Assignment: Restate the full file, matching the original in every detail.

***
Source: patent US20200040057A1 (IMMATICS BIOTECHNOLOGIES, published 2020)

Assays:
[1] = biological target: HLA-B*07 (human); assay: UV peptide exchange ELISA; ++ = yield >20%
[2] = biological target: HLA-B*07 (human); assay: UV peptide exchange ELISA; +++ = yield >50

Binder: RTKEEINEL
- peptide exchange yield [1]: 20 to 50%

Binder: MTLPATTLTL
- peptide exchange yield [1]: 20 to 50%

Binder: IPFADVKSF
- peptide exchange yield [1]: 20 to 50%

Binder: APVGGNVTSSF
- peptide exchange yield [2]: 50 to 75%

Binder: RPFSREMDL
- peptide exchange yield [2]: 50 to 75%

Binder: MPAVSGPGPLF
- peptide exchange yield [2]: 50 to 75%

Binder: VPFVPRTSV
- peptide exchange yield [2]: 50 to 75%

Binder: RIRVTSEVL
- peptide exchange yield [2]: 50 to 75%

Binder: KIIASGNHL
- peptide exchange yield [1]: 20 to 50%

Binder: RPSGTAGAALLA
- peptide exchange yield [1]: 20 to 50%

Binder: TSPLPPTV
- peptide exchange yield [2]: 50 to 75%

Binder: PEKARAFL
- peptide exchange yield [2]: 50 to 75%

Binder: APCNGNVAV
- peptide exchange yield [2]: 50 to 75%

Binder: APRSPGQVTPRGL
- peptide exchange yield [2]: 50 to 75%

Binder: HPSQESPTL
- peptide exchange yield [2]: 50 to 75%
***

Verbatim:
Source: patent US20200040057A1 (IMMATICS BIOTECHNOLOGIES, published 2020)

Assays:
[1] = biological target: HLA-B*07 (human); assay: UV peptide exchange ELISA; ++ = yield >20%
[2] = biological target: HLA-B*07 (human); assay: UV peptide exchange ELISA; +++ = yield >50

Binder: RTKEEINEL
- peptide exchange yield [1]: 20 to 50%

Binder: MTLPATTLTL
- peptide exchange yield [1]: 20 to 50%

Binder: IPFADVKSF
- peptide exchange yield [1]: 20 to 50%

Binder: APVGGNVTSSF
- peptide exchange yield [2]: 50 to 75%

Binder: RPFSREMDL
- peptide exchange yield [2]: 50 to 75%

Binder: MPAVSGPGPLF
- peptide exchange yield [2]: 50 to 75%

Binder: VPFVPRTSV
- peptide exchange yield [2]: 50 to 75%

Binder: RIRVTSEVL
- peptide exchange yield [2]: 50 to 75%

Binder: KIIASGNHL
- peptide exchange yield [1]: 20 to 50%

Binder: RPSGTAGAALLA
- peptide exchange yield [1]: 20 to 50%

Binder: TSPLPPTV
- peptide exchange yield [2]: 50 to 75%

Binder: PEKARAFL
- peptide exchange yield [2]: 50 to 75%

Binder: APCNGNVAV
- peptide exchange yield [2]: 50 to 75%

Binder: APRSPGQVTPRGL
- peptide exchange yield [2]: 50 to 75%

Binder: HPSQESPTL
- peptide exchange yield [2]: 50 to 75%